I attended the TLG two-year anniversary ceremony on Friday, June 8. Prime Minister Gilauri and Minister Shashkin shared words of encouragement and gratitude. TLG volunteers from each region told how they’ve made differences in their schools and communities, and likewise how their schools and communities have made a difference to them. Because I’m nearing the end of my year contract, their words pulled at my emotions and made me all rheumy-eyed. But I couldn’t help noticing that something essential was left our of the dialogue, and it’s something that’s been on my mind recently. It is how we, as TLG volunteers, have made a difference to one another.
I’m looking back at photos of my ten months in Georgia. My photos are of students and host family, of new places and things. But hundreds of my photos include other TLG volunteers–people who were strangers just a while ago, but who have impacted my TLG experience in ways I could not have predicted.
Most TLG volunteers arrived in Tbilisi in the middle of the night. We were beleaguered by hours of travel and crappy airplane sleep, wide-eyed and blinking like newborns at the peculiar environment around us. Most of us did not know anybody in Georgia nor had we been to this part of the world before. As we collected our luggage, our eyes flicked at one another as if to say, “What was to become of this unusual route we’d all chosen, and how were these strangers going to shape it?”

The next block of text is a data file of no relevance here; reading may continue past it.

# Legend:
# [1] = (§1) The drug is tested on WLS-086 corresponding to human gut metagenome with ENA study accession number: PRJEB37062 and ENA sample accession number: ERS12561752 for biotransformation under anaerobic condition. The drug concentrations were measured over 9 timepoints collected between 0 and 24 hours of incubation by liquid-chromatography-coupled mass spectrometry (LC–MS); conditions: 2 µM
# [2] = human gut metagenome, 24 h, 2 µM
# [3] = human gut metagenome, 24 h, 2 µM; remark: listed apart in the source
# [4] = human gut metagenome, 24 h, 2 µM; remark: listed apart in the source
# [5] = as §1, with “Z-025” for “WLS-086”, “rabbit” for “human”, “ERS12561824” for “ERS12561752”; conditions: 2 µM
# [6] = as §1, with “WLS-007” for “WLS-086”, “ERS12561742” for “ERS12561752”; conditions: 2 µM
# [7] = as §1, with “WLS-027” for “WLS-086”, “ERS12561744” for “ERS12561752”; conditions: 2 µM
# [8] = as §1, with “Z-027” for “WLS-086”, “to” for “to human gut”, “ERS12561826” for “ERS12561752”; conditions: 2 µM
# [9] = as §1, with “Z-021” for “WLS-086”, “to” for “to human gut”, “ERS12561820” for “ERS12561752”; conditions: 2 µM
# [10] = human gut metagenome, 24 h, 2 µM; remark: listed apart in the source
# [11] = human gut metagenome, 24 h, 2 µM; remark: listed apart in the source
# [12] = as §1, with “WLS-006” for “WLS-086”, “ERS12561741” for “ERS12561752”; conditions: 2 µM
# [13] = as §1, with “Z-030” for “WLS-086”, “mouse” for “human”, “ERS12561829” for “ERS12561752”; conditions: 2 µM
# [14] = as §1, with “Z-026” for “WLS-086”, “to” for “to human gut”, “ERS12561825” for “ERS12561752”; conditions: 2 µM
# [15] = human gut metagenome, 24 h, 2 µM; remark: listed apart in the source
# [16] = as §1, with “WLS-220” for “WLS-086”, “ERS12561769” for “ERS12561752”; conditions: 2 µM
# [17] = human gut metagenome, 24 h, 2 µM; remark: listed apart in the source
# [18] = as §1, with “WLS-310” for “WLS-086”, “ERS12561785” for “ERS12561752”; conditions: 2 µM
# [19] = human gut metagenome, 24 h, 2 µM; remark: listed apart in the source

The old adage goes, “It takes all types.” With TLG, that is certainly true. TLG volunteers come from most corners of the globe. Some of us are young, others a bit wiser. We all have different reasons for coming to Georgia. In fact, it’s usually a conversation starter with a new TLG acquaintance:
“What brought you to Georgia?” we ask.
“To have a new experience, to make a career change, to get lost, to get found, to do something meaningful, to get away from ________, to look for _______, to travel, to teach, to learn,” we answer.
Our program afforded us the opportunity to meet people we might never encounter in our natural habitats. Our diversity afforded us the opportunity to exchange insight and advice. Our situation made us share our experiences, liters of wine, fears, frustrations, joys, and friendship. We encouraged one another, we learned from one another, we annoyed one another. We became travel companions and mentors as we navigated this new and strange place together. Through encounters both positive and otherwise, the people I have met in TLG have smashed stereotypes and stretched my definition of friendship.
These days, instead of asking, “What brought you to Georgia?” we ask, “Well, what’s next?” As for the former, the responses to the latter question are equally as diverse. I take comfort in this. Everywhere we go we take our memories with us. So while I may be going home to the USA, I’ll still be traveling to new places with the people I met in TLG.
Thank you, TLG volunteers. You surely have made a difference.